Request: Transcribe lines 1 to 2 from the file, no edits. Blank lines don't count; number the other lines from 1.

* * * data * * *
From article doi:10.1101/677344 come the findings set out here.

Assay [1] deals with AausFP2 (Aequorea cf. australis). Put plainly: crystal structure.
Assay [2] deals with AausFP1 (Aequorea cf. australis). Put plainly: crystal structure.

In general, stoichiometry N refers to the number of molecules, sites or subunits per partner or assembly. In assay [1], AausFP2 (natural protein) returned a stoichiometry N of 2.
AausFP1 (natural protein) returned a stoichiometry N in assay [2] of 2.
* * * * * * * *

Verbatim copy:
From article doi:10.1101/677344 come the findings set out here.

Assay [1] deals with AausFP2 (Aequorea cf. australis). Put plainly: crystal structure.